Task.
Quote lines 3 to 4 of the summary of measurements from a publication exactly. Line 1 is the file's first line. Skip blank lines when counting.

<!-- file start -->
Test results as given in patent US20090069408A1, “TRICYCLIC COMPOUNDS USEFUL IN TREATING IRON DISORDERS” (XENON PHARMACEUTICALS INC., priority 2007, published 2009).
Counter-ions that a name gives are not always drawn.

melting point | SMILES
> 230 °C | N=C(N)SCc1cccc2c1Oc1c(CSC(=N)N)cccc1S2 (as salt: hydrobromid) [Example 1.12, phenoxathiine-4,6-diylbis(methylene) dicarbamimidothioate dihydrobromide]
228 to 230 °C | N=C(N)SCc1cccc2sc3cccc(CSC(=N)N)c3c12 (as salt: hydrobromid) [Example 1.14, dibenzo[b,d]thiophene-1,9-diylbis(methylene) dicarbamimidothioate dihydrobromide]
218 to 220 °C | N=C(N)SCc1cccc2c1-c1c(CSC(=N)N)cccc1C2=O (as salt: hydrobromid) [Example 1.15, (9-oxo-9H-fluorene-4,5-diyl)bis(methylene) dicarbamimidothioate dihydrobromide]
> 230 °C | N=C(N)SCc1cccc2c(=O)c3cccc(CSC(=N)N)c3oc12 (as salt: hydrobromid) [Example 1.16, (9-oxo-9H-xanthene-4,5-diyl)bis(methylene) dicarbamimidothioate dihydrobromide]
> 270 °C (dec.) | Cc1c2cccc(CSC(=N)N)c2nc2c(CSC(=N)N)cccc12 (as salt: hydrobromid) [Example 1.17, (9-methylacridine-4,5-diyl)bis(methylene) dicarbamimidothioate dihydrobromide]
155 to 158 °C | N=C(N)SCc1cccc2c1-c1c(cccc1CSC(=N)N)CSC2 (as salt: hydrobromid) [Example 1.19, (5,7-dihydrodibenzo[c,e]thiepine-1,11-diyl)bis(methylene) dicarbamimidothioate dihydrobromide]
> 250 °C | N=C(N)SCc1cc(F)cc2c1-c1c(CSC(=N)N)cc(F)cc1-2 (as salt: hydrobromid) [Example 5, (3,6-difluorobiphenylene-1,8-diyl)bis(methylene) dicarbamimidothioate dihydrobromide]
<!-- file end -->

melting point | SMILES
> 230 °C | N=C(N)SCc1cccc2c1Oc1c(CSC(=N)N)cccc1S2 (as salt: hydrobromid) [Example 1.12, phenoxathiine-4,6-diylbis(methylene) dicarbamimidothioate dihydrobromide]